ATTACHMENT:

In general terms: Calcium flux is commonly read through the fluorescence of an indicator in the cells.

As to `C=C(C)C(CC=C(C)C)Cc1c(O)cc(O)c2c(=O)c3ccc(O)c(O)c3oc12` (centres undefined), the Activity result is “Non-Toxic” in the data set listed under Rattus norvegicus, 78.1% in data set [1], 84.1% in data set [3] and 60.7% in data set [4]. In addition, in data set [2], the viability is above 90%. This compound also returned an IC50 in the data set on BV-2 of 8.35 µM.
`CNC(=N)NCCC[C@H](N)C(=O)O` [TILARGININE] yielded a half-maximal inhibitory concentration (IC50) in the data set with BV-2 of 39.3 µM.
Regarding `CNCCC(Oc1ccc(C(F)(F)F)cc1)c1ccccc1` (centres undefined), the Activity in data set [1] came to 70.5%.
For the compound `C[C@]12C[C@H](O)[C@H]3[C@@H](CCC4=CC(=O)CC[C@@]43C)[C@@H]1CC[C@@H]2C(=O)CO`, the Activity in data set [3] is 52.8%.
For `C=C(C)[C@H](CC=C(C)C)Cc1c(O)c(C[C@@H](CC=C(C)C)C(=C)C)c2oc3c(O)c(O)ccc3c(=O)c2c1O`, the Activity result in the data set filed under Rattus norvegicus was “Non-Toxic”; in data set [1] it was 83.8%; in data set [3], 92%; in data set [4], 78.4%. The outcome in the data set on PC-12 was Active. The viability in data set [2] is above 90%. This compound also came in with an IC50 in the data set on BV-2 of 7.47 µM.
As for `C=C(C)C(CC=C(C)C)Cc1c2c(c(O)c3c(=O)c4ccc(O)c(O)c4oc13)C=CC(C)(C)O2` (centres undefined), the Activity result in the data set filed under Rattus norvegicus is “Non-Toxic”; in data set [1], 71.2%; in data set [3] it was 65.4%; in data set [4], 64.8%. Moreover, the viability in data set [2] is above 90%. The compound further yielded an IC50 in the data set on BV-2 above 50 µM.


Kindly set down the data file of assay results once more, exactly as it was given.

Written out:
In general terms: Calcium flux is commonly read through the fluorescence of an indicator in the cells.

As to `C=C(C)C(CC=C(C)C)Cc1c(O)cc(O)c2c(=O)c3ccc(O)c(O)c3oc12` (centres undefined), the Activity result is “Non-Toxic” in the data set listed under Rattus norvegicus, 78.1% in data set [1], 84.1% in data set [3] and 60.7% in data set [4]. In addition, in data set [2], the viability is above 90%. This compound also returned an IC50 in the data set on BV-2 of 8.35 µM.
`CNC(=N)NCCC[C@H](N)C(=O)O` [TILARGININE] yielded a half-maximal inhibitory concentration (IC50) in the data set with BV-2 of 39.3 µM.
Regarding `CNCCC(Oc1ccc(C(F)(F)F)cc1)c1ccccc1` (centres undefined), the Activity in data set [1] came to 70.5%.
For the compound `C[C@]12C[C@H](O)[C@H]3[C@@H](CCC4=CC(=O)CC[C@@]43C)[C@@H]1CC[C@@H]2C(=O)CO`, the Activity in data set [3] is 52.8%.
For `C=C(C)[C@H](CC=C(C)C)Cc1c(O)c(C[C@@H](CC=C(C)C)C(=C)C)c2oc3c(O)c(O)ccc3c(=O)c2c1O`, the Activity result in the data set filed under Rattus norvegicus was “Non-Toxic”; in data set [1] it was 83.8%; in data set [3], 92%; in data set [4], 78.4%. The outcome in the data set on PC-12 was Active. The viability in data set [2] is above 90%. This compound also came in with an IC50 in the data set on BV-2 of 7.47 µM.
As for `C=C(C)C(CC=C(C)C)Cc1c2c(c(O)c3c(=O)c4ccc(O)c(O)c4oc13)C=CC(C)(C)O2` (centres undefined), the Activity result in the data set filed under Rattus norvegicus is “Non-Toxic”; in data set [1], 71.2%; in data set [3] it was 65.4%; in data set [4], 64.8%. Moreover, the viability in data set [2] is above 90%. The compound further yielded an IC50 in the data set on BV-2 above 50 µM.